Virtual reality (or VR) needs space. To set up a room-scale virtual reality at home, you ideally need at least 3 square metres – so that you can move or even walk during the experience without walking out on the immersion. The more space you have, the better the immersion, the stronger the experience, the greater the fun. But would hundreds of square metres really mean hundreds of times the fun? Jean-Louis and Frédéric Verbaert decided to find the answer, and built a virtual reality park taking up 4,000 square metres. Mouscron, a city in Hainaut between the Belgian-French border and the Wallonia-Flanders border, has thus become home to Europe’s largest virtual reality site.
For the Verbaert brothers this is a continuation of their previous business venture in Tournai, Virtual Cabs. Except now, instead of four cabins with 15 square metres of virtual reality, the entrepreneurs invite you to experience something that would be absolutely impossible to recreate at home. “It’s a real 2.0 VR wireless immersion,” says Frédéric. “You can move, feel and touch everything on your own. A huge difference compared to a home VR experience.”
The Virtual Park project was supported by the intercommunal association IEG and by Wapinvest. In total it hosts seven activities. Most of them are suitable for visitors over seven years old and built for a multiplayer experience. Sensors ensure that you know exactly where the barriers are and that you ‘see’ all the other players even though you are cut off from the real world by the characteristic headset.
The games let you cooperate and compete. Up to 40 players can fit to The Playground, a smart space of synchronised lighting and sound systems combining interactive games and exercise. Elsewhere, two players can race each other on Tron-like bikes while 14 others can fight in a combat robots arena. And the co-founder’s favourite? “At the moment, our best activity is Arena 42,” says Frédéric. In this full-body tracking experience, two teams of four players compete to conquer Mars. Its 400 square metres definitely give a new meaning to what a room-scale virtual reality game is.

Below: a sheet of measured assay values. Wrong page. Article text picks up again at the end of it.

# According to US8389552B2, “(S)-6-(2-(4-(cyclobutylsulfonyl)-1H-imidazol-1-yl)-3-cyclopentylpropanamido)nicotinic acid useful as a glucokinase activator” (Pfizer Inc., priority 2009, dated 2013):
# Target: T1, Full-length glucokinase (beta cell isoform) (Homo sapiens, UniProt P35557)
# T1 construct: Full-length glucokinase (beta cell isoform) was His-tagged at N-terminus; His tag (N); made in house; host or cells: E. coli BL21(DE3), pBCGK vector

All the activities encourage visitors to stay for the day and enjoy to the fullest a technology that has yet to become mainstream, without the usual space limitations and without the motion sickness linked to seated virtual reality games. “Motion sickness can’t happen at Virtual Park because, in fact, you are moving for real in the space,” explains Frédéric. Additionally, the park prevents long exposure to virtual reality. “To avoid fatigue, our experiences are timed between five and twenty minutes and people have around fifteen minutes of break between the activities.” Visitors can take a pause from virtual reality during augmented reality (AR) experiences, too. These do not require a headset and rather than creating a new virtual world they enhance the real-word environment.
Virtual Park is open six days a week and can host 300 people a day. As the VR technology develops constantly, the Verbaert brothers need to keep up with it. “We are always aware of the news around VR,” Frédéric says. “Furthermore, the structure of our park is not fixed. We have the possibility to progress the same way the VR technology will. Why not dream about a fully immersive experience spanning across all the 4,000 square metres?”
By Tomáš Miklica